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CQWW WPX Contest, SSB   2017   Mar 25   Claimed Score

Click on a call below for a list of all the contests for which that call sign is listed as an operator. Click on the [email] link to send an e-mail to the contester who posted the claimed score.

Call: KQ2M
Operator(s): KQ2M
Station: KQ2M

Class: SOAB HP
QTH: CT
Operating Time (hrs): 36.0
Location: USA
Radios: SO2R  

Summary:   Compare Scores
BandQSOs
160:2
80:448
40:828
20:2109
15:110
10:5
Total:3502Prefixes1227Total Score12,084,723

 

Club: Yankee Clipper Contest Club

Comments:     [email]     2017-04-02 07:32:57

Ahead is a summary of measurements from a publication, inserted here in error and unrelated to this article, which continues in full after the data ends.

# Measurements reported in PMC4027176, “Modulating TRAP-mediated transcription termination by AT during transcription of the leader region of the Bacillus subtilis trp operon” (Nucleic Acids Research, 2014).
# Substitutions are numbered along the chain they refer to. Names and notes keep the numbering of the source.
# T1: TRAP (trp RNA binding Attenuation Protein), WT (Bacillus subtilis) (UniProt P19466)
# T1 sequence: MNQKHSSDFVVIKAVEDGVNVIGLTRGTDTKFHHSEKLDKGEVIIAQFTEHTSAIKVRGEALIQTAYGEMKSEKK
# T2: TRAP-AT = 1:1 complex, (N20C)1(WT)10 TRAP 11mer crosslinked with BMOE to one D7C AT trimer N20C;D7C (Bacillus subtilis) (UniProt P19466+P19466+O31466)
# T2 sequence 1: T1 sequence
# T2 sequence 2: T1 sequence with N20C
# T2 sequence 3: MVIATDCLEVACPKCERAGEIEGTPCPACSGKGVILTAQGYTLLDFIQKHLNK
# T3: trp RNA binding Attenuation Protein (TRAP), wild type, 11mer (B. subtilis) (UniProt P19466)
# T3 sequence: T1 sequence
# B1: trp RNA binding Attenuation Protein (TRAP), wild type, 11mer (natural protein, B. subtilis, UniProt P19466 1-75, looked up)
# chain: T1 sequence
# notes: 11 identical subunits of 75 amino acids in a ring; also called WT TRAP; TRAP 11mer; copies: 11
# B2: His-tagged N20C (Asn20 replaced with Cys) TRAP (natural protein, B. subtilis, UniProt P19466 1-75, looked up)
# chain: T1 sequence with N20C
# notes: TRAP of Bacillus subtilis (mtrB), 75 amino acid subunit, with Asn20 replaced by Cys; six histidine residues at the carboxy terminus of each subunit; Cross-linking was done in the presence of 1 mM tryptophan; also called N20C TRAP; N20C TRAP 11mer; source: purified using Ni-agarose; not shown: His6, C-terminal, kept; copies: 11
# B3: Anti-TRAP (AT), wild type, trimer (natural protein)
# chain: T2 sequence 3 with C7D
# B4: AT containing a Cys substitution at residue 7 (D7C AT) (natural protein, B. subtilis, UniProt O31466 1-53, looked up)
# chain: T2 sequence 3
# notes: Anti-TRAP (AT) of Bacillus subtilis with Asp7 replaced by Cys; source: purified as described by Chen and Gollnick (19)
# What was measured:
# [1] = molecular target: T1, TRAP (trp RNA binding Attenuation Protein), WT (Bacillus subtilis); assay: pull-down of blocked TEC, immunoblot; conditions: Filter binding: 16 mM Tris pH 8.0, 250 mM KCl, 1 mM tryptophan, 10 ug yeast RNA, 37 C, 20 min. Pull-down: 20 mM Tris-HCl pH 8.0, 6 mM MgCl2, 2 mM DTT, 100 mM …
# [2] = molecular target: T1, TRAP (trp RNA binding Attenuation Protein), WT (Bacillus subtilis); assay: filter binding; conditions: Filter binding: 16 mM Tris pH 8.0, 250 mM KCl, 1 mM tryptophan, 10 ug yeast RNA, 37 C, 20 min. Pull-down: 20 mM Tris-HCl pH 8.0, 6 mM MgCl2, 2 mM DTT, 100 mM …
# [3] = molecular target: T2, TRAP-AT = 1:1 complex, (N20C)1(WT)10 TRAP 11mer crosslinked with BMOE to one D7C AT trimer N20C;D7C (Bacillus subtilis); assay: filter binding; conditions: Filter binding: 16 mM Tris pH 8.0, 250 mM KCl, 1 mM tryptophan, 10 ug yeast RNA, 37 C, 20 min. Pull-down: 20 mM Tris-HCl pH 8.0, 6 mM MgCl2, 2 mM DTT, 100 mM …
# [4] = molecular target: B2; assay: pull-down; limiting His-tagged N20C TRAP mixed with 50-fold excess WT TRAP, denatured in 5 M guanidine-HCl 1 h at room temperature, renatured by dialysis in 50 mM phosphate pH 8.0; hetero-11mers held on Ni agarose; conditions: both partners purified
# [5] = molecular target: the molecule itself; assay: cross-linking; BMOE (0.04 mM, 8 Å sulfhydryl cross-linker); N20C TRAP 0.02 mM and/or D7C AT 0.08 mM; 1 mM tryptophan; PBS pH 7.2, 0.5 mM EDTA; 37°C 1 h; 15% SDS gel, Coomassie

I worked REALLY HARD to get ready for this, my favorite of all contests. I started on the treadmill in late December ( BEFORE the holidays! )and lost 20 lbs since then " this greatly helped my stamina and ability to stay awake " which is especially important for me due to the effects of the many meds that I take and the fact that I can no longer drink coffee ( caffeine ). A positive effect of the stronger legs was that I was able to repeatedly trudge out to the woods/ledge last week in the foot+ deep snow to fix and restring the 80 4-Square, 160 Inverted Arc and the 40 4-square which were torn to pieces by the blizzard and last three gales since ARRLDX CW, though the 2 1/2 L 40 meter wire beam had to remain as a 2 1/2 L wire beam - 1/2 L was torn off in February. ( Ironically it loads better now on SSB than when it was a 3L wire beam! I’m still scratching my head over that. ) The problem with slogging around for hours in the deep snow isn’t just the physical exhaustion, but it’s all the damned buried rocks, tree stumps, etc. and other nasty hazards that you can’t see and then you trip over, slip on awkwardly and fall on. I wrenched my back pretty badly and cut my knee among other things. But I fixed 3 of the 4 wire antennas and they made a HUGE difference this weekend. I also spent several hours on Thursday evening manually tuning my pair of ACOM200A amps and noticing some pretty large disparities in output power depending on the band and the freq. within the band. I swapped the amps to maximize the power out ( still below 1500w ) and things behaved more normally although on Amp B, the output power is still way too low on 20 SSB ( 800W ). I’m not sure why. I also ironed out some audio issues and computer “quirks” and everything was set up and working well BEFORE Friday. On Friday I brought down a TV and cable box and hooked it up so that I could glance at it while operating. It was a stroke of “ genius ” on my part. :-) I used to have a TV down there but when the cable company changed to scrambled signals that old box that I had was useless and I brought the TV back upstairs. I have missed it while operating. From now on I will make sure to move it back to the station before a contest! :-) Cndx positively sucked here Friday night with high qrn and qrm making 20 dead and 80 almost useless. With 40 the only usable band, I struggled to pull out stations but I had a very godo start with 138 and 146 qsos in the 00 and 01 hours. That was mostly because US stations were loud, not because cndx were good. Unfortunately, almost all the Northern path stations had heavy auroral flutter. I watched quite a bit of TV while operating. :-) The strangest part was that occasionally a VERY loud EU station would call but then NOTHING. I wondered if the EU stations were on 80 working each other. 7Z1SJ, TF3DT, J43TR and 4X7R were notable LOUD callers along with the always loud multistations CN2AA, CN3R and P33W. I did not notice any sunrise peak in EU and I went qrt at about 06z Saturday morning cndx were poor on 20 " K= 4 and virtually no Asiatic Russia. R8IA and a few others made it - I suspect that there were other Asiatic Russian callers but they could not be heard through the pileup of loud EU callers. Occasionally I would get a 5 minute burst of propagation to Russia and then the window would close. 15 was dead and even though I knew that it would open to SA and Caribbean and that I needed those prefixes, there would be no meaningful rate. One of the most fascinating things about WPXSSB are the incredible equinoctial propagation shifts. You start with an EU run on 20 but then just when it starts to really get good, the signals go into a HUGE and lasting fade for about an hour. During that time the band goes VERY long and often a YB, HS or other station will call. EU is VERY weak, especially Western EU ( DL, G, EA, I ) but occasionally a loud Asiatic Russian station will call. If you have sunspots then perhaps a small run of watery and fluttery JA signals. Sometimes you get NOTHING but a huge drop in rate. This often corresponds to a noticeable qsy of hundreds of stations from 20 to 15 but not always. Sometimes when cndx are poor - like they were on Saturday morning - people just shut off the radio and go do something else. That seemed to be the case here. What was really strange was being called by a KL station in Alaska at 1335z off the side of the antenna ! That is before his sunrise ! and it almost never happens at this qth except near the top of the cycle ! But then things improved rapidly and then became incredibly good for three hours late Saturday afternoon on 20. It started with KL4SD calling in early at 1945z followed by a few EU Russians and then JA8MS and 5R8SV at 2044 and 2045z. Within 10 minuted I had a pileup of JA stations - a rarity on 20 at this qth in recent years ! I had a 121 hours at 21z and then I swung the top 20 to JA and there was no doubt that they were peaking shortpath 335 degrees instead of the usual skew path about 10 degrees. AH2O, Al1G, AL7LO, VK7GN, and BOTH EU and JA stations continued to call - this was EXCEPTIONAL ! Through it all I was rewarded for my tracking the NOAA and other propagation websites and predicting the trends of the changing propagation. Consequently I made two major correct operating decisions on Saturday and I was on the right bands at the right time. :-) I enjoyed the best JA/Asian opening on 20 that I have experienced in many years even though it was brief. But then instead of the run ending, it just shifted direction and teh short and sweet China run started with BH3SCC, a REALLY loud 9M8K, BG7BES, BV0WPX, BH4RNX, B4T, BH1HUK, BI8FZA, YB3ZJN, YB1AR and BY6QS all called mixed in with loud Northern EU stations. It sure was exciting! But then it was over quickly and it was time for 40 which was just a wall to wall qrm fest. I used every trick and technique to filter out the callers from the crud, ending up using a combination of the narrow pair of cascaded 2.0 khz filters in my FT1000MP together with AF shift, IF shift noise blanker and notch filters and endlessly tweaking them to get one or two letters at a time. It was incredibly tough operating and mostly it was impossible for me to get the EU calls. Much easier to take the louder one point US callers where my 4 - square had amazing front to side and front to back rejection on some signals allowing them to just JUMP out of the noise. It was quite interesting to see how rapidly the signal angle of arrival was changing. One moment the front to side could be 50 db ! and a few seconds later there was barely any signal strength difference between adjacent directions NW vs NE, NE vs SE on the Comtek controller ! A73A calling in at 0024z made the work worthwhile ! but it was just too much and it was time to qsy to 80. I found a good spot and after a few minutes I had a rip - roaring pileup of predominantly EU callers. CNDX were not great but they were good enough and the pileup grew - with P33W and J42T finding me along with several Northern EU and Russian callers. However it was not long before loud EU stations encroached and my run disappeared. I found another freq. up the band and had my second good hour 112 at 01z and another 112 at 02z. The QRN and QRM rapidly intensified and I decide to take offtime and try again later. I was back on at 0424z with better cndx. QRN was high and the EU callers had thinned out but the rate was solid and lots of West coast US stations were loud along with callers 8R1AK, 3V8SS, XE2KJ and YN2KW. The EU stations were loud but there were very few of them. I tried 40 at EU sunrise but there was no run. Apparently most of the EU stations were taking offtime or were inaudible and I went qrt at 0625z. I didn’t bother with 10 or 15 on Saturday and put all my energy in 20 what with the constant fight to hear stations amidst epic splatter and what has to be the most rapid and dramatic qsb that I can ever recall in this contest. Many times a 59+ station would almost completely disappear by the end of giving me his callsign! But instead of a predictable fade down and then back up " like a wave " there was no such pattern this weekend. I probably removed 3 or 4 dozen q’s because I never could hear the station come back again even though I am sure he actually was there giving me the report and was probably just as surprised and frustrated at how weak I got and that I couldn’t hear him. I have also noticed that this often corresponds with an enhancement with EU short skip so that they actually get louder to each other when cndx worsen on the path between them and us. It’s not such a bad thing for them but it is crappy for us since we do not get the same quality of short-skip opening. I don’t know if this is related to the ionospheric clouds that tend to form off the coast of Western Africa but I suspect that it might be. I found a good spot on 20 and began to run at 1021z. I had gotten up earlier on Sunday, about 0930z, to take my meds and prepare my food because with a K = 2, the band would be open earlier than Saturday when I started too late. EW8G was the first Russian caller at 1029z, extremely early ! Then the impressive opening to Russia started with RA4W, RA3R and RW3XZ at 1037 and 1038z This was no accident - there really was going to be a fine Russian opening today ! That meant lots more qsos with stations that I had not yet worked and lots more prefixes. ZB2TT and TA2LG called along with RK9DM, R9UA, RZ9JZ and UN5GV and EK3GM. Signals continued to increase with more and more Russian and Asiatic Russian callers. At times the last ten rate got over 300 per hour but then would die quickly and without warning. The combination of qrm, splatter and insanely fast qsb could kill a run in a matter of seconds. Such is life at the bottom of the sunspot cycle ! As the rate repeatedly stopped and started, B7M, YE1K, J42T and OX7RST all called in along with YB3IZK and TF3VS. Then at 1255z EX8M called in with Number 1 followed by HS0ZCW and HS0ZDX a few minutes later. B1Z at 1307z, TF3DT at 1311z, UP0L at 1318z and 4L6AM at 1330z ended the exciting polar route qso's and with the rate falling dramatically, I decided to try 15. I had found myself endlessly fighting off would-be freq. stealers, maybe more so than I can ever recall in any contest. A lot of that was marginal and sometimes relatively one-way propagation plus the combined effects of qsb, splatter and shortskip making it easy to “not notice” that someone was on a freq. but a lot of it was opportunistic as well, especially with the world crammed into 150 khz on 20 with 10 dead and 15 barely functional. On Sunday, I had resisted the temptation to attempt to run on 15 knowing that it would “tease” but not open for us in New England. Consequently I had been content to stay on 20 and work dozens of Russian stations that I could not hear the day before. But with the SSN of 12, it meant that the opening would be short and when the K popped back up to 2, I knew that it would be brief " which it was. First the Russians disappeared suddenly and then the band noise changed and that told me all that I needed to know. Eventually I could not even hear typical EU stations calling me. I took this as a sign that I should take offtime " learning from getting fooled in past WPX SSB contests. I then alternated with off-time and run-time regardless of the signal strength of the loud EU stations which are always heard well at my qth. But it’s the “ little guys ” that you need to hear for the good runs, and if you can’t hear them then you can’t run. Although I had successfully earlier avoided the “ siren call ” earlier of a 15 M run, I did eventually succumb to the temptation when my 20 M run disappeared and J42T and II9P got up to S9 on 15m and I worked 7Z1CQ. A few other Western/Southern EU stations were audible but their signals were hollow sounding which means that it is not a real opening. Twice on Sunday I bet “ 15 to run ”. The first time it was over quickly as the propagation was of a true “Spotlight” nature. The 2nd time was more promising with shortpath signals and a string of 4X and SV stations. One F station was an honest S9 but no one else was more than S4. And the qsb was almost immediate, almost as bad as the “pings” of meteor scatter propagation that we see in the 10M contest. I did not expect the 15 M run to pan out and was prepared with Plan B. Actually it was Plan A because Plan B was to sit on 15 and run which was not something that I really expected. Back to 20 and alternating off and on times, one of the mistakes that I had made last year when I stayed on 15. During my 2nd brief run on 15, at 1356z AC1U ( N1UR ) called me and we exchanged almost identical qso numbers " I had 2876 and he had 2878. We both laughed. I hoped that Ed needed to take more off-time than I did but I didn’t know " at that point I only needed about 3 more hours off. I took more offtime at about 1430z and came back to 20 one hour later where in a slow " walk " J42TR and TK5EP called in along with a few more Russian stations. I continued to plug away on 20 and was rewarded with steady rate and 9K2HN, SY1AQG, VU2RCT, 9H5DX, VU2UAT, VU2WJ, TA2PI, EC6PG and SV9COL all in the 17z hour. CNDX once again improved and TA4RC, WH7W SZ1A and several other Greek stations called in along with a smattering of SA, Caribbean, northern EU, Russian and US stations. The big surprise was T2AQ longpath who confirmed that he was in Tuvalu even though the called sounded suspect. I had begun to actively operate the 2nd radio to catch all the SA and Caribbean stations that I had not worked on Friday and Saturday. This noticeably boosted my rate and mult count. I had taken offtime late in the afternoon and apparently had missed almost all of the very brief 10 meter opening catching only the last few minutes - but I got 5 stations a few mults. Then 15 which had been open well, suddenly faded out leaving only 20. This is typical of near quiet sun cndx. The MUF is just at the freq. of a band that is just barely open or trying to open and you get a slight “ burp ” in the ionosphere and the signals disappear. Then it quiets down just a bit and “VOILA!” signals reappear suddenly and so on. It is very easy to get fooled ! With 10 meters we are justifiably skeptical but 15 we EXPECT to open and then it seems like it WILL open and we are tired of the battle on 20 and cqing on 15 seems like a cold beer on a hot day while sitting next top the A/C in a comfy chair. But then the A/C dies and the beer tastes bad when 15 “ sucked you in ” to operating instead of taking off-time or you realize that 15 won’t open and have to go back to 20. Last year I had made a tactical mistake on Sunday in staying on 15 during marginal times and the repeating it with 20. I was also exhausted and lost my voice and when 10 meters opened well I only half-heartedly pursued the 2nd radio. All that cost me dearly and I could not finish the contest on 40 when the points per hour would have been better. I also had a mult that was too low for the cndx and K1LZ beat me in a close finish. I vowed not to repeat those mistakes this year and I didn’t. Satisfied with the 20 meter Asian run on Saturday afternoon and convinced that no one in addition to ZL1AIX was going to call me longpath from the Pacific on 20, I decided to go straight to 40 and ignore all other distractions. Cndx were good on 40 and signals were strong with little qrn. A pileup quickly started with A65DR making it through at 2150z, CN2AA at 2159z, HZ1TT at 2216z, CN3A at 2229, J42T at 2239z, A44A at 2254z and 9K2HN at 2316z. The 22z hour was filled with 101 qsos and lot of mults and I went qrt at 2323z. I had a great run and finished in pretty spectacular fashion making almost 800k points in the final hour which was pretty cool considering it took me the first 18 hours to get to 5.0 Meg ! All in all it was a very satisfying contest effort for me this weekend " after the start with really lousy propagation, I hung in there and then got to experience the joys of operating a contest in which I got the most out of my station and made all the right operating decisions ! Although 20 and 40 were incredibly crowded and often stations cqed on each other without listening, I am pleased to say that overall the operators seemed more considerate and helpful to each other than in ARRLDXSSB. Often when I nicely asked a station if they could please move up or down a little they did and several of the really bad splatterers did turn down their mic gain and or compressor when asked. Likewise, when I was asked to please move up or down a little, I did so as well. This operator courtesy and cooperation made operating more pleasant and enjoyable and the contest more fun - which is the whole point ! After logchecking, if no one emerges with a higher score, then it will mean that I have won the USA Single Opr. All BAND HP NON-assisted category in four different decades ! Tnx for all the qsos and mults this weekend " your support was evident and greatly appreciated! And thank you most of all to the two ops who said “ It’s good to see you on the air again! ”. 73 Bob KQ2M kq2m@kq2m.com www.rlsfinancialgroup.com BREAKDOWN QSO/mults KQ2M CQ WORLD WIDE PREFIX CONTEST Single Operator HOUR 160 80 40 20 15 10 HR TOT CUM TOT 0 ..... ..... 138/112 ..... ..... ..... 138/112 138/112 1 . . 146/85 . . . 146/85 284/197 2 . . 105/63 . . . 105/63 389/260 3 . . 83/41 . . . 83/41 472/301 4 . 30/16 58/23 . . . 88/39 560/340 5 2/2 21/11 25/13 . . . 48/26 608/366 6 . 6/2 5/3 . . . 11/5 619/371 7 . . . . . . . 619/371 8 ..... ..... ..... ..... ..... ..... ..... 619/371 9 . . . . . . . 619/371 10 . . . 70/38 . . 70/38 689/409 11 . . . 159/91 . . 159/91 848/500 12 . . . 119/57 3/1 . 122/58 970/558 13 . . . 120/43 . . 120/43 1090/601 14 . . . 92/30 1/1 . 93/31 1183/632 15 . . . 82/23 . . 82/23 1265/655 16 ..... ..... ..... 101/23 ..... ..... 101/23 1366/678 17 . . . 109/39 . . 109/39 1475/717 18 . . . 97/26 8/7 . 105/33 1580/750 19 . . . 89/22 18/12 . 107/34 1687/784 20 . . . 85/26 3/3 . 88/29 1775/813 21 . . . 121/52 . . 121/52 1896/865 22 . . . 85/32 . . 85/32 1981/897 23 . . 29/5 45/18 . . 74/23 2055/920 0 ..... ..... 50/13 ..... ..... ..... 50/13 2105/933 1 . 112/27 . . . . 112/27 2217/960 2 . 112/22 . . . . 112/22 2329/982 3 . 19/2 . . . . 19/2 2348/984 4 . 57/5 . . . . 57/5 2405/989 5 . 72/13 . . . . 72/132477/1002 6 . 19/4 3/1 . . . 22/5 2499/1007 7 . . . . . . . 2499/1007 8 ..... ..... ..... ..... ..... ..... .....2499/1007 9 . . . . . . . 2499/1007 10 . . . 60/18 . . 60/182559/1025 11 . . . 114/33 . . 114/332673/1058 12 . . . 100/34 2/0 . 102/342775/1092 13 . . . 68/17 10/1 . 78/182853/1110 14 . . . . 34/7 . 34/7 2887/1117 15 . . . 45/7 . . 45/7 2932/1124 16 ..... ..... ..... 94/15 1/0 ..... 95/153027/1139 17 . . . 97/23 6/2 . 103/253130/1164 18 . . . 36/6 8/4 . 44/103174/1174 19 . . . 36/9 1/0 5/4 42/133216/1187 20 . . 1/0 63/7 12/4 . 76/113292/1198 21 . . 46/8 22/5 3/0 . 71/133363/1211 22 . . 101/11 . . . 101/113464/1222 23 . . 42/6 . . . 42/6 3506/1228 DAY1 2/2 57/29 589/345 1374/520 33/24 ..... ..... 2055/920 DAY2 . 391/73 243/39 735/174 77/18 5/4 . 1451/308 TOT 2/2 448/102 832/384 2109/694 110/42 5/4 . 3506/1228 Continent Statistics KQ2M CQ WORLD WIDE PREFIX CONTEST Single Operator 26 Mar 2017 2324z 160 80 40 20 15 10 ALL percent North America SSB 2 269 511 494 29 0 1305 36.8 South America SSB 0 7 17 35 50 5 114 3.2 Europe SSB 0 165 295 1418 22 0 1900 53.5 Asia SSB 0 2 9 155 4 0 170 4.8 Africa SSB 0 8 8 22 6 0 44 1.2 Oceania SSB 0 0 3 14 0 0 17 0.5